University of Michigan and Free Speech
University of Michigan President Schlissel told the Detroit Economic Club that he intends to allow the “white supremacist” to speak at the University.
The Detroit News is reporting that the U of M President stated the following at the Detroit Economic Club:
If the University of Michigan does not allow Richard Spencer to speak, we will surely be sued and we will lose and (that) would make Spencer more of a hero in his community…If we were to say no, we’d be sued and we would surely lose ... and what we would do is turn this person into more of a hero in his own community…We’d lift him up.
Apparently U of M students, who appear to have no idea what the First Amendment of the Constitution states or means, have been pushing U of M to not allow Mr. Spencer to speak. They believe that someone “like him” should not be given a platform to promote his beliefs because they clash with the University of Michigan values.
The U of M President then stated to the Detroit Economic Club:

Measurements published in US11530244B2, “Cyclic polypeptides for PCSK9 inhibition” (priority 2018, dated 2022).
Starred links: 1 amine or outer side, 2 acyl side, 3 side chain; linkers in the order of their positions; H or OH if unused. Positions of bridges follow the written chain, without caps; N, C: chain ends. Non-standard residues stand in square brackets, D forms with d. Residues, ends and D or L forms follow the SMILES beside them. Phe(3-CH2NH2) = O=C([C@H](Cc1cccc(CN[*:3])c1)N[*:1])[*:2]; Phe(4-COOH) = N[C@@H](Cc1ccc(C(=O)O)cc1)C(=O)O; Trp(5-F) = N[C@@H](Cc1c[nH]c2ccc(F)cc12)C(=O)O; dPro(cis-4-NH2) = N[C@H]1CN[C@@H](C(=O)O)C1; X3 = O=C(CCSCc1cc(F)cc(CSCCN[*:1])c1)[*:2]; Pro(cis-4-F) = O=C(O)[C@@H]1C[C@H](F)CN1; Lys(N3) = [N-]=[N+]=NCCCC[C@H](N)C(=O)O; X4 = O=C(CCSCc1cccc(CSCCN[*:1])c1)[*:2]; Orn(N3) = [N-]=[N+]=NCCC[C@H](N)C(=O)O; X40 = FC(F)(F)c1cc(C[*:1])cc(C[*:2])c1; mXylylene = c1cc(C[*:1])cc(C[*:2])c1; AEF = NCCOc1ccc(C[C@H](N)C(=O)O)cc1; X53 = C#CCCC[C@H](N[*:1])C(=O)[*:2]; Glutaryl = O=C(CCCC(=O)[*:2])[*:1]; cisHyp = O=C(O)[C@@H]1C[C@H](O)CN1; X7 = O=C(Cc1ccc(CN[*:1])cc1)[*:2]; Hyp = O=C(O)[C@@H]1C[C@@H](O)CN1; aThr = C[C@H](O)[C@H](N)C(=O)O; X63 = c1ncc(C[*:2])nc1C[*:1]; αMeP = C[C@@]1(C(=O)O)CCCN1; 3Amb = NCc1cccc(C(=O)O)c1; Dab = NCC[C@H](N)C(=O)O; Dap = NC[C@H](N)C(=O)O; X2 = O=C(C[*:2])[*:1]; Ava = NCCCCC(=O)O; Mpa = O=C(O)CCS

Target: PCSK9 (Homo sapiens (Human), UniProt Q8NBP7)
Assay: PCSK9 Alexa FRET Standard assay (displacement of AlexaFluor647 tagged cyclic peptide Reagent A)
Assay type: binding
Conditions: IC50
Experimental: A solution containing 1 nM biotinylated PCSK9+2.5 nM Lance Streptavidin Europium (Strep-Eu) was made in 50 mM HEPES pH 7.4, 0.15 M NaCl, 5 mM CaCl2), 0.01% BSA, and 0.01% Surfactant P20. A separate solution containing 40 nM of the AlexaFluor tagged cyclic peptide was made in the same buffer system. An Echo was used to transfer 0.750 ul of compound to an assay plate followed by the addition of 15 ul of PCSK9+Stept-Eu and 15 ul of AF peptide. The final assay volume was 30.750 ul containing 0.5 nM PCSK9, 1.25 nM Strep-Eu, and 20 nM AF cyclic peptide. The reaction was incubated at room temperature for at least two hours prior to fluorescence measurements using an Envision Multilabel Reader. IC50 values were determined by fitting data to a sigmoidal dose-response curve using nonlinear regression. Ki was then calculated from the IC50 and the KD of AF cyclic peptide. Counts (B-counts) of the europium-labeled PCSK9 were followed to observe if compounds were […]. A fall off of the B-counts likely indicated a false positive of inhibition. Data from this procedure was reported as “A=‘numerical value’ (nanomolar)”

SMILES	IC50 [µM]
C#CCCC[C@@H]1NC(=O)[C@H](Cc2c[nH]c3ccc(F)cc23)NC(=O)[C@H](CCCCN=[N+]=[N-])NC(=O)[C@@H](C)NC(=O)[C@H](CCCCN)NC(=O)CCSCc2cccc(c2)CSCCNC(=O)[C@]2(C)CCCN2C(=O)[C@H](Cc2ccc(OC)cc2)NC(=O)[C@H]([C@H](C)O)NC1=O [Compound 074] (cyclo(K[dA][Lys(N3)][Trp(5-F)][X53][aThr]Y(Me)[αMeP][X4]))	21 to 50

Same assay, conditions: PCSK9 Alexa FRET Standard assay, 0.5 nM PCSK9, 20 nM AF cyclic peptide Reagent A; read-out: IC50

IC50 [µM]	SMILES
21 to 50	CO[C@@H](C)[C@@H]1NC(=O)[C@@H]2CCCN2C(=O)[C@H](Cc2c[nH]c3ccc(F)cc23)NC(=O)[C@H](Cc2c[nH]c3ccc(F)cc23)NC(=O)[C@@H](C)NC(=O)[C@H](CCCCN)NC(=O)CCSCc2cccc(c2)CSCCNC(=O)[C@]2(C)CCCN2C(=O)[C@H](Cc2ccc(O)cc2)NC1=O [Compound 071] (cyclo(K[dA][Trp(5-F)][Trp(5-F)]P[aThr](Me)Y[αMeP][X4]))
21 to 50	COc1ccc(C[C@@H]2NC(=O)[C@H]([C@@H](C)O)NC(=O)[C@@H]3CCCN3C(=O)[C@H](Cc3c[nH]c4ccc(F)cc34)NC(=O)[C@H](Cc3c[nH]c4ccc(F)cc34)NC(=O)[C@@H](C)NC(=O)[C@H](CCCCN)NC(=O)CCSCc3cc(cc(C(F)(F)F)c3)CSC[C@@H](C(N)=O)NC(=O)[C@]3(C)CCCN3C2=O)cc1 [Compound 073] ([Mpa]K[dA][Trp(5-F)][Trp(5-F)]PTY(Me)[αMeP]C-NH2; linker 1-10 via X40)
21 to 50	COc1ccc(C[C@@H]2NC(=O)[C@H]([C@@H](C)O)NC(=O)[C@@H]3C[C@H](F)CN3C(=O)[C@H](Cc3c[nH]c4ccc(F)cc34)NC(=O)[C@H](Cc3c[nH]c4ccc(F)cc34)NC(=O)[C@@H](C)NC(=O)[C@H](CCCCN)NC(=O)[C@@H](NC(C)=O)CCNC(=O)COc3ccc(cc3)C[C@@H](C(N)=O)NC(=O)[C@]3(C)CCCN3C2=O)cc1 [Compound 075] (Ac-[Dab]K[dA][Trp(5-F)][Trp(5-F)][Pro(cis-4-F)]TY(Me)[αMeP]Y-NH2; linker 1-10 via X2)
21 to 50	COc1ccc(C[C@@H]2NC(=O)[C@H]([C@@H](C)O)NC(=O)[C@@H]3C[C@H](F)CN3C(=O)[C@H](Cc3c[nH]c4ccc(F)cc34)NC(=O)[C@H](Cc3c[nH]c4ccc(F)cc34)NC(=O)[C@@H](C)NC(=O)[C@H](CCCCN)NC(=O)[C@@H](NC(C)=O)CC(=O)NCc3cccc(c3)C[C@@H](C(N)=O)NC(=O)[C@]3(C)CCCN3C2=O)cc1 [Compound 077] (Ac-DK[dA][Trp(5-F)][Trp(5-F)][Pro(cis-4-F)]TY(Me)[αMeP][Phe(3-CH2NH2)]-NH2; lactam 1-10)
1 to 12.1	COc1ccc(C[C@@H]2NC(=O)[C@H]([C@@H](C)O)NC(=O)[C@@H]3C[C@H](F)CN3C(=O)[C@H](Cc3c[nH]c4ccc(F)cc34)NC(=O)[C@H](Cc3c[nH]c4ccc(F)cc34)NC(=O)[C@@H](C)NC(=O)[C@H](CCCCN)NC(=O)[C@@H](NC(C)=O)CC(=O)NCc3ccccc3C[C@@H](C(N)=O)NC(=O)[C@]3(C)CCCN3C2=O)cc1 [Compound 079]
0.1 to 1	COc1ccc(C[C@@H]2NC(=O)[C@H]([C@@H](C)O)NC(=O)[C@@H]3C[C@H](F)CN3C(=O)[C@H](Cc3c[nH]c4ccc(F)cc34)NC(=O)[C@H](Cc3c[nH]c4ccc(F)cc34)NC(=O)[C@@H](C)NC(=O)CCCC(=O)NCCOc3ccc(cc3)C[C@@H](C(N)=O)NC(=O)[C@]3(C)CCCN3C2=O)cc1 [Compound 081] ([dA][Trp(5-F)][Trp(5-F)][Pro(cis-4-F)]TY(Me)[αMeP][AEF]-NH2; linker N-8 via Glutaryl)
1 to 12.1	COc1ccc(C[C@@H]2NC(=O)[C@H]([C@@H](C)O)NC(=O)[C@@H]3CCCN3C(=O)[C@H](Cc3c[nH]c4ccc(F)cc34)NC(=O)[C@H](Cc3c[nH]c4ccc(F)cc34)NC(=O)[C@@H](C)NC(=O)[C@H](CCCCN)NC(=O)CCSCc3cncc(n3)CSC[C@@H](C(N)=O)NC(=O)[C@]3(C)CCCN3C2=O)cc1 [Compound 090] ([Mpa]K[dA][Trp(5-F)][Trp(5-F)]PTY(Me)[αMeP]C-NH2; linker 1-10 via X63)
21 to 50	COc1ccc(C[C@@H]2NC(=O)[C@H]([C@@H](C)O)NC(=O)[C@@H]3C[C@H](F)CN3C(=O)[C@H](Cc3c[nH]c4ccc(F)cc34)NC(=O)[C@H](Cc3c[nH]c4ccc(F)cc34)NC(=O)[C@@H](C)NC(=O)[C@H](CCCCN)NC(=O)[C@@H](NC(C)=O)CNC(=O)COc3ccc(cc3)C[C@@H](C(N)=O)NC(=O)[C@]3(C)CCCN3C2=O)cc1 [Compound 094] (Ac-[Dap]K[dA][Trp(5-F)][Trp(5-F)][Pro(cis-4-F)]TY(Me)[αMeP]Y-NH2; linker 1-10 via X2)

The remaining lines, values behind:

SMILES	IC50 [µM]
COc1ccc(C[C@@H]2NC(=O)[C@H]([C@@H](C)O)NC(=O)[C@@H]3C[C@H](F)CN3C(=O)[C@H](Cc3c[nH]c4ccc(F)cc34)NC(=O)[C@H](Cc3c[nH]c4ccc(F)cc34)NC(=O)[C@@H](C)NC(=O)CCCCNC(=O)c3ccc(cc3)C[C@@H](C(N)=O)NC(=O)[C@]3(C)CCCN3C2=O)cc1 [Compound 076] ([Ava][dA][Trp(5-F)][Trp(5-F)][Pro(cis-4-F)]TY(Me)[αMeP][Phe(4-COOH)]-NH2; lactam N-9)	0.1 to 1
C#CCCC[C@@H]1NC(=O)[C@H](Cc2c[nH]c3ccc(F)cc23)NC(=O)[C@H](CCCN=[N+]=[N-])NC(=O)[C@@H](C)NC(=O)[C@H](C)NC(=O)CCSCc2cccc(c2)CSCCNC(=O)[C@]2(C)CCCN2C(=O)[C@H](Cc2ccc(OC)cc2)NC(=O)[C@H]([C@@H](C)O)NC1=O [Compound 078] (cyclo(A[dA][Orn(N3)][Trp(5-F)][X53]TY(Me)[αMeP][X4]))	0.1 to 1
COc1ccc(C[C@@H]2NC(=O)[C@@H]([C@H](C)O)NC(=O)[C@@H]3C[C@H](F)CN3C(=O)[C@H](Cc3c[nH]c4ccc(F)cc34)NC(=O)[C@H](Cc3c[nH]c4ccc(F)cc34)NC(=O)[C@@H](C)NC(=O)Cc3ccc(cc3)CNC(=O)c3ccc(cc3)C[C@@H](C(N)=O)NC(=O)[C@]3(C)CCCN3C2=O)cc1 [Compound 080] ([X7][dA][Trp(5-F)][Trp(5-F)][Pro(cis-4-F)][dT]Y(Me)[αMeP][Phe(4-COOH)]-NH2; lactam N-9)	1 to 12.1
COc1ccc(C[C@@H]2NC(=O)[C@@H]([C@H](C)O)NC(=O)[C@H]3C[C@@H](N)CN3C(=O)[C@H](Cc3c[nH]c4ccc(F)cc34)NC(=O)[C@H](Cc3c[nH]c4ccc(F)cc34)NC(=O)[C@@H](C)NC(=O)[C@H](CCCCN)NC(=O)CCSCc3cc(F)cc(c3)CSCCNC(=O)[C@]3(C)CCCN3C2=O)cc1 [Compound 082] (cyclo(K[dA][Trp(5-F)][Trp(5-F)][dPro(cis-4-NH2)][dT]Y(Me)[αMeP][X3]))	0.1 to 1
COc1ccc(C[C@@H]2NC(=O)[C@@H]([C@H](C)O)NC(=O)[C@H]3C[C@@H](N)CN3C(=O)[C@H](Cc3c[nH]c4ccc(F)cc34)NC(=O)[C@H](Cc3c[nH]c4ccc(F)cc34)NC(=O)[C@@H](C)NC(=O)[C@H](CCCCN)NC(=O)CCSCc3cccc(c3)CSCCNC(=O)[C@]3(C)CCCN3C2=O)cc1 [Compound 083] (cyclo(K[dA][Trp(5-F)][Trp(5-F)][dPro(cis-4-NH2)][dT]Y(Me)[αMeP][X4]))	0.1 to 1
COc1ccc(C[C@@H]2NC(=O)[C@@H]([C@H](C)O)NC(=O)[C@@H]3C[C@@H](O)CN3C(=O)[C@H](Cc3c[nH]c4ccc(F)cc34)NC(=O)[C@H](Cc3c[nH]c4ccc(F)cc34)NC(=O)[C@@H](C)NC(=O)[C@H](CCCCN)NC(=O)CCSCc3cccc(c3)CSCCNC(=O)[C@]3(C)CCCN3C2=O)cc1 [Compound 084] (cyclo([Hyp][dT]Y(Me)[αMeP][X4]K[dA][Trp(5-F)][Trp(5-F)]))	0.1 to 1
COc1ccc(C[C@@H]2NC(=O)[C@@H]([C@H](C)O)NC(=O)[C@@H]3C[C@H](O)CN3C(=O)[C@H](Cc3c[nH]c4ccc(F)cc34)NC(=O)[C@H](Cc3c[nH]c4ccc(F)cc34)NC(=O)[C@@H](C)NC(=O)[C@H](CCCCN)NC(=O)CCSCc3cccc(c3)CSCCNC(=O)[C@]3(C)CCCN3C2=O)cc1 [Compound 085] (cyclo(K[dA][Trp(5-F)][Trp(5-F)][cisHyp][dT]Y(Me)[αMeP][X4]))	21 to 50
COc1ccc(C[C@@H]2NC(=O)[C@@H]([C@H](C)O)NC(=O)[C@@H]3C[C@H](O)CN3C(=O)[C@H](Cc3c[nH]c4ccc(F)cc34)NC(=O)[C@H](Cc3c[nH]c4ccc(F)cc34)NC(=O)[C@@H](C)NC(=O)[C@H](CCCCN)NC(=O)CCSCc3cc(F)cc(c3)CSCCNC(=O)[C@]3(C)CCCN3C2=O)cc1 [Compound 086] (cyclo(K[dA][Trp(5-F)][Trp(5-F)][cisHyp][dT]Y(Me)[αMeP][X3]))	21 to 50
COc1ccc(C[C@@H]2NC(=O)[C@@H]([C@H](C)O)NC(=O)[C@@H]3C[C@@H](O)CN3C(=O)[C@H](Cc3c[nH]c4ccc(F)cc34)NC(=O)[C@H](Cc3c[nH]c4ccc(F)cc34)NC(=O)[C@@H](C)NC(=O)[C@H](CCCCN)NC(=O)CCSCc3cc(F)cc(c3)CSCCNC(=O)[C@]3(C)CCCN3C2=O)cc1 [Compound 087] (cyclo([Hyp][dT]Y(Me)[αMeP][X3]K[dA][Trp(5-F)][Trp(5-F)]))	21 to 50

Our strength as a nation is we have an outstanding Constitution and a Bill of Rights to rely on in times of crisis but also every day, to guide us and express our shared values…The Constitution is incredibly important, maybe more so now than some other recent decades.
Interesting statement, it appears the Mr. Schlissel had no problem with the Constitution being trampled over the last 8 years but only now speaks of the greatness of our Constitution today. Today he holds the Constitution in high esteem because someone is in the oval office with different ideas then he has.
Also interesting is that Mr. Schlissel never addressed, during his entire speech at the Detroit Economic Club, what would happen if a person requested a platform to speak at U of M and had the same ideals of the protesters but other students at the school felt that those beliefs were against their own. If he were to deny Mr. Spencer the ability to speak he would have to deny others the ability to speak, thus the First Amendment would hold little value.
I would also ask the protesters if it would be OK for the U of M President to deny people the ability to speak at the University who had the same ideals as their own, but others at the school do not like their ideals. If they were smart enough to understand the trap their heads would explode.
Seeing that they do not seem to understand what the First Amendment is and why it is there, do not worry their heads would not explode.
Maybe they should require a class at U of M explaining what the U.S. Constitution is and why it was written.